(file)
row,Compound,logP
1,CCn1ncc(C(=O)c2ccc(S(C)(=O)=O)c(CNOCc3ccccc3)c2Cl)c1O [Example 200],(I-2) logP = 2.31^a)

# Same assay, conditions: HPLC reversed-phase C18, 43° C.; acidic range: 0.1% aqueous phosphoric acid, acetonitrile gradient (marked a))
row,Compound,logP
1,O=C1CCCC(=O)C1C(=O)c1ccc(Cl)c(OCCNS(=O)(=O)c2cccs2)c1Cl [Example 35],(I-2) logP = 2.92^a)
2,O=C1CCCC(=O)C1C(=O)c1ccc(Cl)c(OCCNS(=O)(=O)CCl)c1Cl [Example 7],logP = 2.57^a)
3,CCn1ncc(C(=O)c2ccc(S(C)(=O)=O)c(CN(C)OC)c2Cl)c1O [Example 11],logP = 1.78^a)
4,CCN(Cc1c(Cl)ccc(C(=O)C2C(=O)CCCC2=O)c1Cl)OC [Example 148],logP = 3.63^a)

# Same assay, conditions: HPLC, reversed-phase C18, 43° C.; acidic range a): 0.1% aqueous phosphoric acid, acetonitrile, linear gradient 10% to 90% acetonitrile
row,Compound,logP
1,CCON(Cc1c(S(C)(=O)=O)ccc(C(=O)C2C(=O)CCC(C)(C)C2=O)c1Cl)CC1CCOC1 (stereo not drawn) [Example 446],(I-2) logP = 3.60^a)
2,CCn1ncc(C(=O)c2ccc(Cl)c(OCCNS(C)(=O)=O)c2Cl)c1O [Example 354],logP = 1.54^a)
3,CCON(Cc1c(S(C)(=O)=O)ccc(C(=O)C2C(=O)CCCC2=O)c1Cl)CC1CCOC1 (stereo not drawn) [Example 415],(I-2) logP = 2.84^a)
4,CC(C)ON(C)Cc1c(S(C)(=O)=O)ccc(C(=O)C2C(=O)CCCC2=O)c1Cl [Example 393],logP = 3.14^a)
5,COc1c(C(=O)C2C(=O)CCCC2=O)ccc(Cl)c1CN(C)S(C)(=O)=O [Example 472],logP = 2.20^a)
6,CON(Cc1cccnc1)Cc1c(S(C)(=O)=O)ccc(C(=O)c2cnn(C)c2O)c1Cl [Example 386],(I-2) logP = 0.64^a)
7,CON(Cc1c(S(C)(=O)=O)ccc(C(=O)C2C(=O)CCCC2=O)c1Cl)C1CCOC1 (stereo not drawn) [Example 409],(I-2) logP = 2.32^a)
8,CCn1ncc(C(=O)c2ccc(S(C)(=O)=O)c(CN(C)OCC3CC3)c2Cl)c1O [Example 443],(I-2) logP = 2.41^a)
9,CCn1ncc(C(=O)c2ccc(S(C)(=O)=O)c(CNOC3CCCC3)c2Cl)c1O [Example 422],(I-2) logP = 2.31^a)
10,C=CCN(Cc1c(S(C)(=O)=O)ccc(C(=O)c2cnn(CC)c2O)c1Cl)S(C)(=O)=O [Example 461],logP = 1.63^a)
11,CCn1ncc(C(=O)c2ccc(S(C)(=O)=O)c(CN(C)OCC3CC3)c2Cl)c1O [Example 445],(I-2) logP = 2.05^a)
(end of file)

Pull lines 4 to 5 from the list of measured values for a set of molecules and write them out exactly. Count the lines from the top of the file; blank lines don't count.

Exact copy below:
row,Compound,logP
1,O=C1CCCC(=O)C1C(=O)c1ccc(Cl)c(OCCNS(=O)(=O)c2cccs2)c1Cl [Example 35],(I-2) logP = 2.92^a)